The code I am going to show is based on a sample posted by the Azure Active Directory team, Web API OnBehalfOf DotNet available on GitHub. I am not going to provide a code download for this post, I strongly urge you to go download their sample and become familiar with it. Instead of using the O365 API, that sample shows how to use the Graph API. This post details how to leverage some of the code in that example to call the O365 API. There are many things I omitted that you should spend time in that sample understanding.
There’s also a great post by Johan Danforth, Secure ASP.NET Web API with Windows Azure AD, that illustrates some of the same concepts that I show here. His example is well formatted and might help explain some of the settings that I am going to gloss over here. If you need help understanding the various parts (client ID, client secret, callback URL, app ID URI for the web API) that is a great resource as well.
The first part of this exercise requires that you manage your Office 365 tenant from the Azure Management Portal. A blog post with detailed instructions and an accompanying video are available at Using a existing Windows Azure AD Tenant with Windows Azure. I have an existing Office 365 tenant (https://kirke.sharepoint.com) that I log into with the domain “kirke.onmicrosoft.com”, and I want to add that account into Azure AD. To do this was as simple as logging into my Azure subscription using a Live ID and adding an existing directory in the Azure Management Portal.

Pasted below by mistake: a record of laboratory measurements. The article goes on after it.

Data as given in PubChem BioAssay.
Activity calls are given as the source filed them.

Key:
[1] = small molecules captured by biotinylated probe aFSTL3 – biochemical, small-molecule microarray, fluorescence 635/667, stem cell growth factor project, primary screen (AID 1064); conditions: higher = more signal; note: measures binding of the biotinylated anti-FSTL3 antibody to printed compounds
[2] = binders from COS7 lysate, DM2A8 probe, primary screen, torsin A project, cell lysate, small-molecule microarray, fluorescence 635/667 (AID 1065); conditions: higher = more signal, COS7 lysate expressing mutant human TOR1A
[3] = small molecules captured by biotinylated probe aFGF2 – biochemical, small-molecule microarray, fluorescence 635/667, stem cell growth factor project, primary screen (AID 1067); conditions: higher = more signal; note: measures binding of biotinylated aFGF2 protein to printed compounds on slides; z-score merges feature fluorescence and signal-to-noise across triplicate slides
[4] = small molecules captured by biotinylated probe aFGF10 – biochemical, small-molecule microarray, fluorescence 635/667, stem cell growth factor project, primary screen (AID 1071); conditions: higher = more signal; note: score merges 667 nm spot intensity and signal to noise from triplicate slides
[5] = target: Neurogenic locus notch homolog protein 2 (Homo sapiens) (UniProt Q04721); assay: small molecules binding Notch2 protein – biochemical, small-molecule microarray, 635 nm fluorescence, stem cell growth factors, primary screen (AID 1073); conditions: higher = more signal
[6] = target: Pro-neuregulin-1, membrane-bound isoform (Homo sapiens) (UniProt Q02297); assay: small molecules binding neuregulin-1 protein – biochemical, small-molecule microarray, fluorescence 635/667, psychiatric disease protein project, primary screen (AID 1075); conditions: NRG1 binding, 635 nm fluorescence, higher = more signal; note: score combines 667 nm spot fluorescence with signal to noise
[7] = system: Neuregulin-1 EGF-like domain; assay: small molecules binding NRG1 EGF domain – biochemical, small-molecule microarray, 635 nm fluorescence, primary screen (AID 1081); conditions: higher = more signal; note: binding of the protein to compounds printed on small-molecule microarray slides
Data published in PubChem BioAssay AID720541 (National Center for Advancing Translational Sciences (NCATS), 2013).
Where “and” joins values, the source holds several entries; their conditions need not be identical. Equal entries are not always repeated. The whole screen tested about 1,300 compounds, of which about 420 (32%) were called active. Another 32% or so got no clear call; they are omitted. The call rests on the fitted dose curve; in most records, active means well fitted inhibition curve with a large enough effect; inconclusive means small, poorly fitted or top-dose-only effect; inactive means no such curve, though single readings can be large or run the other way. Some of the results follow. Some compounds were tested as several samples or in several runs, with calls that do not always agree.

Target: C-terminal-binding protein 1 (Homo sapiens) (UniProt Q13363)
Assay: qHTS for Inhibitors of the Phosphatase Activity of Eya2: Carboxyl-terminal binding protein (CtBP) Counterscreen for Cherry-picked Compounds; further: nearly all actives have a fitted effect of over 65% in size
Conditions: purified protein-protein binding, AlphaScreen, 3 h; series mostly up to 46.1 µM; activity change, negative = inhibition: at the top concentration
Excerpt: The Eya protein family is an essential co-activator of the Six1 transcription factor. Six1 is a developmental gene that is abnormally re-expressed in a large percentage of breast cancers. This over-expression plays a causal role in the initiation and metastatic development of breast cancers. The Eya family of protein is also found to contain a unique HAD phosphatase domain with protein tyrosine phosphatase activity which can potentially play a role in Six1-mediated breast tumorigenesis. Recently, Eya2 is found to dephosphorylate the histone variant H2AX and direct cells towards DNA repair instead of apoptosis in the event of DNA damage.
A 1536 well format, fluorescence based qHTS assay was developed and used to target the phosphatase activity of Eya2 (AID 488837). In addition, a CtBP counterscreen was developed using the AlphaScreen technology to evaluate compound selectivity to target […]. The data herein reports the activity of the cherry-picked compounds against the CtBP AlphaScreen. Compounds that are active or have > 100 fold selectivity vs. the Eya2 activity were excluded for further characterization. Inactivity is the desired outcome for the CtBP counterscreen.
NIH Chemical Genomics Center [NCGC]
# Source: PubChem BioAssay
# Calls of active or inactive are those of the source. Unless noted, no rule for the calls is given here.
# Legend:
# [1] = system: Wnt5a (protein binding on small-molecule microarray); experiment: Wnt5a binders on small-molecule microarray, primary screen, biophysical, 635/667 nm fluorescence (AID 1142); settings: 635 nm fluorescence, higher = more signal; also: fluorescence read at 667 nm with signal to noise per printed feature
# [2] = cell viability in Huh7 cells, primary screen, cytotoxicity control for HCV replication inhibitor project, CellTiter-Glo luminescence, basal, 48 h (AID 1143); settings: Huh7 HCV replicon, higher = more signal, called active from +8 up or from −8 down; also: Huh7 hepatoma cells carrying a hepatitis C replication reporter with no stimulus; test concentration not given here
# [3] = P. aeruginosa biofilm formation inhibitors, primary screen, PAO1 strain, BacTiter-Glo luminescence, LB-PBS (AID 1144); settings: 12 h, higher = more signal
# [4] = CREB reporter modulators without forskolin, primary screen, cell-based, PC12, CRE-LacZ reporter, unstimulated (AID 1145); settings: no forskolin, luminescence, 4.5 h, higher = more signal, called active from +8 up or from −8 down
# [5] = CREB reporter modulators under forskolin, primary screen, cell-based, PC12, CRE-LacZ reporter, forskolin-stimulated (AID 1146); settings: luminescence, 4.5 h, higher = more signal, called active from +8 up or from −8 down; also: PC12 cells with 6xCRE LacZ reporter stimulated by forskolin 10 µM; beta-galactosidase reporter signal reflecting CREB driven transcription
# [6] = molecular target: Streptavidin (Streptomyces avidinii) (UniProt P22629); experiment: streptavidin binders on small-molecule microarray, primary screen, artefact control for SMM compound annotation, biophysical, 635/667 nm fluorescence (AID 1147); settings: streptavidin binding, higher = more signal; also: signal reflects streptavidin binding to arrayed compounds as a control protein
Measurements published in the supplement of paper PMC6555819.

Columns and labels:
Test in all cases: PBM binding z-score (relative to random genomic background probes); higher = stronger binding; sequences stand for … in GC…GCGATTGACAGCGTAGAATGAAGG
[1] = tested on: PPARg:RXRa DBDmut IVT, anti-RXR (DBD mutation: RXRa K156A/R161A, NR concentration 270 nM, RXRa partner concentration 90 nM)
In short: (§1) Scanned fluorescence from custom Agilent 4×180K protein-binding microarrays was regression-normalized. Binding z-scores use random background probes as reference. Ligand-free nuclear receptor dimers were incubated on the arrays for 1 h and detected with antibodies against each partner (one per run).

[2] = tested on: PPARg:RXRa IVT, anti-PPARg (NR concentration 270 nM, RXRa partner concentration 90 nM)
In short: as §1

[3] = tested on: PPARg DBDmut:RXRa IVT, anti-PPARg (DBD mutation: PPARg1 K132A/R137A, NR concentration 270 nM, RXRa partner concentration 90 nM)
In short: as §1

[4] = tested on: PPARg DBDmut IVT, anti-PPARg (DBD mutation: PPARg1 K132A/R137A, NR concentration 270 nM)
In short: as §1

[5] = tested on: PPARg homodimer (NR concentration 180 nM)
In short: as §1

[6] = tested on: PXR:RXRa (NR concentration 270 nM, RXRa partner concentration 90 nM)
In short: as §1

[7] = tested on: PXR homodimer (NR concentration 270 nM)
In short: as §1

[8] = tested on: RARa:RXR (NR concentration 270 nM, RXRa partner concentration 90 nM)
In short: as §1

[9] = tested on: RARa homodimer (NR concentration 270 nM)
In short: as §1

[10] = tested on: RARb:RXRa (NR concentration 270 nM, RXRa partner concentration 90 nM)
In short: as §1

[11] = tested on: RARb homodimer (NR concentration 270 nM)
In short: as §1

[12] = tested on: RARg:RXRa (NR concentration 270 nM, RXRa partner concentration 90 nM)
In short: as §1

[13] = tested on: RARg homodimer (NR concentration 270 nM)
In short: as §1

Next, I log in using my Office 365 tenant administrator, and then the directory shows up in the Azure Management portal.
I can now open the directory and see all of my users from my O365 tenant.
Make sure you start In Private browsing before doing this, and it should work smoothly.